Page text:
A “tiny house movement” has gained attention nationally as a reaction to the increased construction of larger homes. Popularized by the documentary “Tiny,” a television show, and other media coverage, these homes typically measure less than 1,000 square feet – a far cry from the typical American home. In 1973, the average U.S. home measured 1,660 square feet. Since then, U.S. homes have grown by over 60 percent to reach an average size of 2,598 square feet in 2013 – despite a slight dip in 2008 through 2010. But do smaller homes actually use less energy? What are the factors that determine how much energy a house consumes?

As the size of homes increases, so do the energy demands on it. There’s additional space to be heated or cooled, more lighting is required, and it’s likely that the number of appliances will increase as well. Examining only a home’s size will show a strong positive correlation between the square footage of a home and its energy consumption. To look at an extreme case, homes that measure over 6,400 square feet (the top 1 percent of homes) use two and a half times as much electricity as home sized at 1,600 square feet; but this isn’t the whole story. Other factors such as the age of the home, climate, income and behavior influence energy consumption as well. Energy Information Administration (EIA) data shows that homes built after the year 2000 use only 2 percent more energy than homes built before 2000 even though the newer homes are on average 30 percent larger and contain more electronic appliances.

There are several reasons for this equilibrium in energy use despite the greater building size. First, homes are becoming more energy efficient. They are lit with CFLs and LEDs instead of incandescents and use more efficient appliances. For example, an older refrigerator can use about twice as much energy as a newer model of similar capacity. Second, homes are being built with more energy-efficient features. This includes better building shells, modern windows and more insulation. Larger homes in particular are more likely to include these types of energy-saving features. These changes are due not just to technological advances but policy changes that tightened building codes and raised the minimum energy efficiency standards for appliances. Programs such as EnergyStar have helped to educate consumers about the efficiency and cost-savings of their products. Lastly, more Americans are moving south to more moderate climates. This means that less energy is used on space heating, and although the southern migration has resulted in a 56 percent increase in energy used for air conditioning, it’s not enough to offset the space heating reduction.

What this ultimately means is that the amount of energy a home uses is not pre-determined by its size. While moving into a tiny home may not be practical or possible — they are often not allowed under current zoning regulations and only make up around 1 percent of homes – realize both large homes and small homes have the potential to be efficient or inefficient. Rather than moving into a tiny home to save energy, consider looking into energy-efficient retrofits – contact your local electric co-op for ways to save.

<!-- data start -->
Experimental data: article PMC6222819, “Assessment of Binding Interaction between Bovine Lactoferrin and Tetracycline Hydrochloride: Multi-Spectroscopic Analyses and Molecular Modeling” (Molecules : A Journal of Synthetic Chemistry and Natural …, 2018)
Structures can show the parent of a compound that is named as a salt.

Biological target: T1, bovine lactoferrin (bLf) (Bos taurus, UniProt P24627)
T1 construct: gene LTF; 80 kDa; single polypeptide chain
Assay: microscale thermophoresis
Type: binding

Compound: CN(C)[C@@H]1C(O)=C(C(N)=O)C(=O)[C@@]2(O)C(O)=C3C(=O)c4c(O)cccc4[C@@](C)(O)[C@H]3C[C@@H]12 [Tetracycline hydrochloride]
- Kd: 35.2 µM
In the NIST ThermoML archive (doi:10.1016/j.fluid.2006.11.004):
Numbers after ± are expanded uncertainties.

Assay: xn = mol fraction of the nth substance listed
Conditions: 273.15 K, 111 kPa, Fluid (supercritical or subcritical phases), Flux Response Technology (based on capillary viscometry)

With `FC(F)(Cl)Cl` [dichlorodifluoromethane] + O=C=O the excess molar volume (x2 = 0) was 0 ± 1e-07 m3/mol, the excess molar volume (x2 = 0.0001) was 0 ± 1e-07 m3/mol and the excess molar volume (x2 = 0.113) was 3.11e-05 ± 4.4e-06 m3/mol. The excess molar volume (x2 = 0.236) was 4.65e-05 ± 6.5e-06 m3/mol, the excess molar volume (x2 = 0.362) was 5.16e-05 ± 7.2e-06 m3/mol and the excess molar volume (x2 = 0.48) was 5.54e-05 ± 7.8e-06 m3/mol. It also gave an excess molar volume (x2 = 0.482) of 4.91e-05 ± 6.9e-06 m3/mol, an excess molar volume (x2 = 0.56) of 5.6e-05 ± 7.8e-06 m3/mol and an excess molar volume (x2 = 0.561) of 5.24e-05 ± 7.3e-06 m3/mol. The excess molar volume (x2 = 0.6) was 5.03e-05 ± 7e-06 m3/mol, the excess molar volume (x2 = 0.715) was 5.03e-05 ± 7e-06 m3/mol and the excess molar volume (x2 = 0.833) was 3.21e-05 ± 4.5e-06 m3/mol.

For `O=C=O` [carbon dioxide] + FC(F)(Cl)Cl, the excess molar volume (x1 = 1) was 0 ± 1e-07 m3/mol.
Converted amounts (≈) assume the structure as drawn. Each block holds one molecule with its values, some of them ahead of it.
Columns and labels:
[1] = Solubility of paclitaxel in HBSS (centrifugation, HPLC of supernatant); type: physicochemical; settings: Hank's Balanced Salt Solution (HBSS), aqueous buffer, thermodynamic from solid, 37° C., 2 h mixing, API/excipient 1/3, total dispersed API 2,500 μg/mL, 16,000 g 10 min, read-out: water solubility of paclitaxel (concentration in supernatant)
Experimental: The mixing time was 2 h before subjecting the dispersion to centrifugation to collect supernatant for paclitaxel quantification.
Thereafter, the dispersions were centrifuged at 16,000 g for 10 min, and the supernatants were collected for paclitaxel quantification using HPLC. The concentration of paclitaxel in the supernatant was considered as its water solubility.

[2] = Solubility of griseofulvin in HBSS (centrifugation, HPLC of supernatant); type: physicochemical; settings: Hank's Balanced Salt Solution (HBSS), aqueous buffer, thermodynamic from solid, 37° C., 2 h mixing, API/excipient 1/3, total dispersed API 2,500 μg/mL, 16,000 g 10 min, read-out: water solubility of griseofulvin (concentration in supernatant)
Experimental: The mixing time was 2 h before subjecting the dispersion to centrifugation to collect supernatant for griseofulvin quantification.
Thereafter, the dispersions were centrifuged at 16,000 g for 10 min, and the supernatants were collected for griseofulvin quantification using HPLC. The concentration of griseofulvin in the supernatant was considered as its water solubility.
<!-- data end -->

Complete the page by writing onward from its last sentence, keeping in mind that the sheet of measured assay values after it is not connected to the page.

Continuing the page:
Thomas Kirk is a technical research analyst specializing in energy efficiency and renewable energy for the Cooperative Research Network (CRN), a service of the Arlington, Va.-based National Rural Electric Cooperative Association.

TVA Update Wardlaw

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NRECA Update Nolan

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NRECA Update Elkins

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Federated update

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Leaders come from all walks of life. Some are thrust into leadership roles because of their family lineage — which sometimes doesn’t bode well for themselves or their followers. Some assume the role because of their skill or expertise, which hopefully provides a platform for developing into a leader. Some become leaders because they’ve been elected. Others are selected because they show some sparks of talent or commitment that convey their ability to lead.

One of the speakers at the TECA Annual Meeting was Sen. Bob Corker. The senator offered his assessment of the current Congress and the challenges facing our nation and state. Corker, whose prior service was as the mayor of Chattanooga, remarked that he believes there is “no greater service than someone serving their community on the local level.”

Some leaders fall in the category of “Subject Matter Experts”, such as NRECA’s John Novak and TVA’s John Myers. Their combined expertise covered numerous topics, from the legality of the Clean Power Plan to EPA allowing Watts Bar Unit 2 to count toward achieving Tennessee’s carbon reduction targets.

But you don’t have to have grey hair to be a leader or even be old enough to vote.